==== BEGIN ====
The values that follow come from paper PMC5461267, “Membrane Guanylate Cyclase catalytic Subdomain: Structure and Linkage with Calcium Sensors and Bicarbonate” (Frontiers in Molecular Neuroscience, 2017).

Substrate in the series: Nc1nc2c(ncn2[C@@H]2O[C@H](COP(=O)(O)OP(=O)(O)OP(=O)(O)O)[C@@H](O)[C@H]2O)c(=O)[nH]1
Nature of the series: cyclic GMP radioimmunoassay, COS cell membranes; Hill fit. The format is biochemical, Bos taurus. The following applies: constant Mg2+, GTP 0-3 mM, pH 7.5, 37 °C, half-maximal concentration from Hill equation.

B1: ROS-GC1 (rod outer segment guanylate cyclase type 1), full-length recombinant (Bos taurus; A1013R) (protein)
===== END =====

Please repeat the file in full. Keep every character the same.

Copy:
The values that follow come from paper PMC5461267, “Membrane Guanylate Cyclase catalytic Subdomain: Structure and Linkage with Calcium Sensors and Bicarbonate” (Frontiers in Molecular Neuroscience, 2017).

Substrate in the series: Nc1nc2c(ncn2[C@@H]2O[C@H](COP(=O)(O)OP(=O)(O)OP(=O)(O)O)[C@@H](O)[C@H]2O)c(=O)[nH]1
Nature of the series: cyclic GMP radioimmunoassay, COS cell membranes; Hill fit. The format is biochemical, Bos taurus. The following applies: constant Mg2+, GTP 0-3 mM, pH 7.5, 37 °C, half-maximal concentration from Hill equation.

B1: ROS-GC1 (rod outer segment guanylate cyclase type 1), full-length recombinant (Bos taurus; A1013R) (protein)